FSFE: You are a member of Pica Pica HackLab in Oviedo, Asturias. A hackerspace that refers to itself as "a collective of Eco Hackers". Please introduce yourself and tell us a little bit what Pica Pica HackLab is and what you are doing?

Iyán Méndez Veiga: I am doing my masters-study in physics at the University of Ulm, Germany, but I am initially from Oviedo where I joined Pica Pica Hacklab five years ago. Pica Pica is a small organisation and we are focussing on spreading the word about the use and benefits of Free Software in our region. The whole project started ten years ago when the original members of Pica Pica noticed the lack of activities related to Free Software in our region and so they decided to do something. Just some weeks later, Pica Pica already organised its first workshop about Free Software.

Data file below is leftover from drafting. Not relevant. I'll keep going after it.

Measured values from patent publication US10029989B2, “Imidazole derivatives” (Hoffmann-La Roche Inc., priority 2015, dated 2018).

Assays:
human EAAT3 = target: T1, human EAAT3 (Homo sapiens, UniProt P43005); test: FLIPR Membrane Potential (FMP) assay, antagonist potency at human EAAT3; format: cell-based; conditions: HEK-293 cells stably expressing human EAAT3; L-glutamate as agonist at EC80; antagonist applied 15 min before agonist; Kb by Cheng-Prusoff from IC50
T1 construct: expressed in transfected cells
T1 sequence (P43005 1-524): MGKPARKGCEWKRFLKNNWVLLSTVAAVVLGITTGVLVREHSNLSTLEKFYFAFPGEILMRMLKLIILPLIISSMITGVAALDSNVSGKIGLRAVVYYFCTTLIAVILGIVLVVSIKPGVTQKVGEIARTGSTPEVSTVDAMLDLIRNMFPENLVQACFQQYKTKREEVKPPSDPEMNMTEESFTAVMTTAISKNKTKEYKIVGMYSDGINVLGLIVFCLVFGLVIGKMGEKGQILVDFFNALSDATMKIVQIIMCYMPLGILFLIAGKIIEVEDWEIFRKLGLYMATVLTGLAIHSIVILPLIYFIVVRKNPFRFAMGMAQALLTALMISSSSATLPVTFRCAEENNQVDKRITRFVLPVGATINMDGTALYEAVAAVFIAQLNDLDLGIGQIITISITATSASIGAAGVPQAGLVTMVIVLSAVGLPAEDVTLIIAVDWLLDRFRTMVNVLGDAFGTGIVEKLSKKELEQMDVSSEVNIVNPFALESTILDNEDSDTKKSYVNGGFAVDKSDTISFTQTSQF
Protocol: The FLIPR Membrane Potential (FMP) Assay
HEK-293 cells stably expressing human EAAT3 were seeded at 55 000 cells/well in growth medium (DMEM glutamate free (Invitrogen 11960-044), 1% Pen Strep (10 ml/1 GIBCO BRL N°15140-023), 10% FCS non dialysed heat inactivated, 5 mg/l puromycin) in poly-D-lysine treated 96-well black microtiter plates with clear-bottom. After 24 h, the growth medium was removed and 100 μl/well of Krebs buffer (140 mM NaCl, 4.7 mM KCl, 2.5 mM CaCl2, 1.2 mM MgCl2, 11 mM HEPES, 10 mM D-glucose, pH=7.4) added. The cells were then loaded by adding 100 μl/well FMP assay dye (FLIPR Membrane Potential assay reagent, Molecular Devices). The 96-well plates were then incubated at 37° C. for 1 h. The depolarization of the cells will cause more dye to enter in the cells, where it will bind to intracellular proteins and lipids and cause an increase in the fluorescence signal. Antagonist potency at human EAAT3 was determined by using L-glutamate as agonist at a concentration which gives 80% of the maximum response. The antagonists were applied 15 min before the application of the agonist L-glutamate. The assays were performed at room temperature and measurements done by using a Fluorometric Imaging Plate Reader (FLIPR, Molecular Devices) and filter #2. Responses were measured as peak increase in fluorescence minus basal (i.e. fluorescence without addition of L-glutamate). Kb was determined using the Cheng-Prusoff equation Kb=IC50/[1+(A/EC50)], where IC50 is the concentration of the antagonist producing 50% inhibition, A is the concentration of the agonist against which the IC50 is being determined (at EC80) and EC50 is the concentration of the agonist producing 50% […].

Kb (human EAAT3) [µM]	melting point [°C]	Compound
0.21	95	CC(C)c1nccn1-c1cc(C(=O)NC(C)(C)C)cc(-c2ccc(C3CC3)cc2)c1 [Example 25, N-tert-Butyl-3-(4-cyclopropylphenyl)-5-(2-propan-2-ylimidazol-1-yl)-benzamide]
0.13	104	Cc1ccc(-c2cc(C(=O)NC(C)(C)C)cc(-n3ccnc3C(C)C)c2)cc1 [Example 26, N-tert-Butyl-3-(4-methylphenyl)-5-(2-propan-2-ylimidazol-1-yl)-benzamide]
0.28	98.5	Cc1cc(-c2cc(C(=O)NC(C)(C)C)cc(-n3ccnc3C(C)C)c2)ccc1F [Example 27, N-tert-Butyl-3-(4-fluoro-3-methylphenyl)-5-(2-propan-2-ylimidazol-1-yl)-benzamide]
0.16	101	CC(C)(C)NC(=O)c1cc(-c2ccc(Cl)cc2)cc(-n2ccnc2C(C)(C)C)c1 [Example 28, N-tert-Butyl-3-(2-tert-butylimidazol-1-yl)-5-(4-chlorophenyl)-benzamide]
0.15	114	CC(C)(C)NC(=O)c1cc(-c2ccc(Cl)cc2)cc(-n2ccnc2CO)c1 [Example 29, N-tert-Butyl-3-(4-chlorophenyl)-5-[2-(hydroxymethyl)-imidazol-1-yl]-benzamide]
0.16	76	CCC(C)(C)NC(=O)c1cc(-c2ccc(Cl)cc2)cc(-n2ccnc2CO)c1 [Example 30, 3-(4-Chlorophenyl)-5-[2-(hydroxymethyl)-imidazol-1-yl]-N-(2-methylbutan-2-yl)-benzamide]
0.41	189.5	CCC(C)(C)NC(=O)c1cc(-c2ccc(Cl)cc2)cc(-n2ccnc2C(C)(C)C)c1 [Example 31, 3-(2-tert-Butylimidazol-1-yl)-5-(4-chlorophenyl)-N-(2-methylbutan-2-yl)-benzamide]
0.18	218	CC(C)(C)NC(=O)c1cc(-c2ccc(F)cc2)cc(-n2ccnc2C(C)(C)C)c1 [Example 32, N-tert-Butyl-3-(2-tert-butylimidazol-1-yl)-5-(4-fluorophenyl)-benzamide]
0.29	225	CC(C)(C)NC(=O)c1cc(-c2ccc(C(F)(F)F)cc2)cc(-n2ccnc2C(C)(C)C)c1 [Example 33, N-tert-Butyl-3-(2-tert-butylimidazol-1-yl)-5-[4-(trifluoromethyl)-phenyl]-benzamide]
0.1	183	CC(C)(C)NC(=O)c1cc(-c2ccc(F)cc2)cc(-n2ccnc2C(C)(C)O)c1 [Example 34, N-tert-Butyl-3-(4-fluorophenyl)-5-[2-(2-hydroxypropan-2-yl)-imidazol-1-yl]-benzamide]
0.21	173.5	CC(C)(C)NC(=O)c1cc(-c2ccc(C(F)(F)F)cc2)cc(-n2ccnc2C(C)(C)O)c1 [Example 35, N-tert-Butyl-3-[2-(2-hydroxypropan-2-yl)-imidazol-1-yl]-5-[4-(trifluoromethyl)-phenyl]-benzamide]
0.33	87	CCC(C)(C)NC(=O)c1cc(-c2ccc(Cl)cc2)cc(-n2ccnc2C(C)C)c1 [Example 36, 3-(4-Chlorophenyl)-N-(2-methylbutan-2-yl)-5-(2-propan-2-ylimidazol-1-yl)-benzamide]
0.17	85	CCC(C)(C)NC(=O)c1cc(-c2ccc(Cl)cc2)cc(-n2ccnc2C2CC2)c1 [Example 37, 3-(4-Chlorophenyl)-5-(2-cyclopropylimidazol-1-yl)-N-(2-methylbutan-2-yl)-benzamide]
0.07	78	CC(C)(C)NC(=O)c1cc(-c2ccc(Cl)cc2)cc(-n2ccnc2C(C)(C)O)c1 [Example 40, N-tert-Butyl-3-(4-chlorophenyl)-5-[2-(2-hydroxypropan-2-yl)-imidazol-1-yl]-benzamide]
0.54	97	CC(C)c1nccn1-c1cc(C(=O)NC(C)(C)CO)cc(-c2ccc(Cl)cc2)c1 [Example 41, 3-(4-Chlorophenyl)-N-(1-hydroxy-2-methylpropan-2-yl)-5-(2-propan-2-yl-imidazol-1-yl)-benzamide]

Calling ourselves "eco hackers" is to emphasise that we also do some activities that are not usually related to hacker spaces or hacker labs. For example we are fighting against planned obsolescence. On our website you can find tutorials how to use your toner till its end and not until the printer claims you have to change it. Also we have workshops about technology and birds, using Free Software to live-record the sound of birds and later use the audio to identify them. Later this year we will also try to publish something similar about bats because we have been using Free Software to record bat sounds and recognise them. So Pica Pica mixes technology and environmental studies, and we like that mix.